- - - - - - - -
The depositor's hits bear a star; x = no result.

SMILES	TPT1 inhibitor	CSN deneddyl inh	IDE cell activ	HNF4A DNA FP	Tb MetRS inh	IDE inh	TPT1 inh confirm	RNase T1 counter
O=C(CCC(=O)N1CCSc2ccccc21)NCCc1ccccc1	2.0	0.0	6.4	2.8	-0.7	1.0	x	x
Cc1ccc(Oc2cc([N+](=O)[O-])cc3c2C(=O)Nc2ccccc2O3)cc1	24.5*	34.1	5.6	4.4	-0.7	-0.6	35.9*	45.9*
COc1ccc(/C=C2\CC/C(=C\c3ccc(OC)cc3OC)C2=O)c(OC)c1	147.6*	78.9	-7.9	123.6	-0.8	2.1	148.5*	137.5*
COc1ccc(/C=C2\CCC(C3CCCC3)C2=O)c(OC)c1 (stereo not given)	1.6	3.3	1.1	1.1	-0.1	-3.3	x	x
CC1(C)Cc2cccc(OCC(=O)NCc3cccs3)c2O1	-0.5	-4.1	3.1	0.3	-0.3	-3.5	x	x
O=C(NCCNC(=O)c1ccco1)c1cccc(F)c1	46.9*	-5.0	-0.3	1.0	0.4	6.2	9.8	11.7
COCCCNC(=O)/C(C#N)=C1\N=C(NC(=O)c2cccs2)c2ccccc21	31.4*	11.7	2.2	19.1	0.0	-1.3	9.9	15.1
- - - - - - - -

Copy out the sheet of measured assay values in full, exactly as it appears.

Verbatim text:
The depositor's hits bear a star; x = no result.

SMILES	TPT1 inhibitor	CSN deneddyl inh	IDE cell activ	HNF4A DNA FP	Tb MetRS inh	IDE inh	TPT1 inh confirm	RNase T1 counter
O=C(CCC(=O)N1CCSc2ccccc21)NCCc1ccccc1	2.0	0.0	6.4	2.8	-0.7	1.0	x	x
Cc1ccc(Oc2cc([N+](=O)[O-])cc3c2C(=O)Nc2ccccc2O3)cc1	24.5*	34.1	5.6	4.4	-0.7	-0.6	35.9*	45.9*
COc1ccc(/C=C2\CC/C(=C\c3ccc(OC)cc3OC)C2=O)c(OC)c1	147.6*	78.9	-7.9	123.6	-0.8	2.1	148.5*	137.5*
COc1ccc(/C=C2\CCC(C3CCCC3)C2=O)c(OC)c1 (stereo not given)	1.6	3.3	1.1	1.1	-0.1	-3.3	x	x
CC1(C)Cc2cccc(OCC(=O)NCc3cccs3)c2O1	-0.5	-4.1	3.1	0.3	-0.3	-3.5	x	x
O=C(NCCNC(=O)c1ccco1)c1cccc(F)c1	46.9*	-5.0	-0.3	1.0	0.4	6.2	9.8	11.7
COCCCNC(=O)/C(C#N)=C1\N=C(NC(=O)c2cccs2)c2ccccc21	31.4*	11.7	2.2	19.1	0.0	-1.3	9.9	15.1